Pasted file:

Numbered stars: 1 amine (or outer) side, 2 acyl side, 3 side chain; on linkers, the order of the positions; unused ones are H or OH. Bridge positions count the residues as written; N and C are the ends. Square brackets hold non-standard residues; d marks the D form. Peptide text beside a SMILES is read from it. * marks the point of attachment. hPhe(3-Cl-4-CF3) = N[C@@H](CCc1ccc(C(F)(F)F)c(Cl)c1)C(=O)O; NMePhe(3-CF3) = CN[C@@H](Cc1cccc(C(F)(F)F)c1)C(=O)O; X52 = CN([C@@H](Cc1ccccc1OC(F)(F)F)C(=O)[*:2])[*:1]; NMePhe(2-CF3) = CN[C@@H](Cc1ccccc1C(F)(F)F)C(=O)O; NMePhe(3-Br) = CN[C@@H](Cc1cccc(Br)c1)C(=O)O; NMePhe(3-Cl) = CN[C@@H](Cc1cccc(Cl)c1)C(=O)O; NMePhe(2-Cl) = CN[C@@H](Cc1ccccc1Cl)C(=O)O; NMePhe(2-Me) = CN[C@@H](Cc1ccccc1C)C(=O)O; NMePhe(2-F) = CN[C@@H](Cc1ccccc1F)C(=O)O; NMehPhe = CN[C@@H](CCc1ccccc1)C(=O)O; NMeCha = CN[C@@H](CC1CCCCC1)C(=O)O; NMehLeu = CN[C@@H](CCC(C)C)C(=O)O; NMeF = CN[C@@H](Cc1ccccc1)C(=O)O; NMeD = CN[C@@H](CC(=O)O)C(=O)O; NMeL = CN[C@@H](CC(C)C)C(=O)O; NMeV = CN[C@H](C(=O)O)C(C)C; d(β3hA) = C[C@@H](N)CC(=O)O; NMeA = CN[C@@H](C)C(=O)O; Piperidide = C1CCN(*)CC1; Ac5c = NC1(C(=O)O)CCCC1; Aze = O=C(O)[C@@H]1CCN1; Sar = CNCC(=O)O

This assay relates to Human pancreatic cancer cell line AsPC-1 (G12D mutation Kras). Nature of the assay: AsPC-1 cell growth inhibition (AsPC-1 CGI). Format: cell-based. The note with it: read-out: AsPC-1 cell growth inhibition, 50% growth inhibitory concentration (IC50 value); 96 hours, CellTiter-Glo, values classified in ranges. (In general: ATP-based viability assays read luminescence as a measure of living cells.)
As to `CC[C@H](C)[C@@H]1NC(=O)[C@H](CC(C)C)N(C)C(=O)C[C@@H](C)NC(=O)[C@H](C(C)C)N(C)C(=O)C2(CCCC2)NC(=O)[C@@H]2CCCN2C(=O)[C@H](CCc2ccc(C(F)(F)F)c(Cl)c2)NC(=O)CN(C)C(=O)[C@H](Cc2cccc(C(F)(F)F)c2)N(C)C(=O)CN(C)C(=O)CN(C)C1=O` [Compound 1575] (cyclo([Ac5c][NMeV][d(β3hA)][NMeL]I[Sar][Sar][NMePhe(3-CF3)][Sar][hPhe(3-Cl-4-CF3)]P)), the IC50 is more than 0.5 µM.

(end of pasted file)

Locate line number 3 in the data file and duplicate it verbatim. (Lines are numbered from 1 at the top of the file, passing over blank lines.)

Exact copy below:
As to `CC[C@H](C)[C@@H]1NC(=O)[C@H](CC(C)C)N(C)C(=O)C[C@@H](C)NC(=O)[C@H](C(C)C)N(C)C(=O)C2(CCCC2)NC(=O)[C@@H]2CCCN2C(=O)[C@H](CCc2ccc(C(F)(F)F)c(Cl)c2)NC(=O)CN(C)C(=O)[C@H](Cc2cccc(C(F)(F)F)c2)N(C)C(=O)CN(C)C(=O)CN(C)C1=O` [Compound 1575] (cyclo([Ac5c][NMeV][d(β3hA)][NMeL]I[Sar][Sar][NMePhe(3-CF3)][Sar][hPhe(3-Cl-4-CF3)]P)), the IC50 is more than 0.5 µM.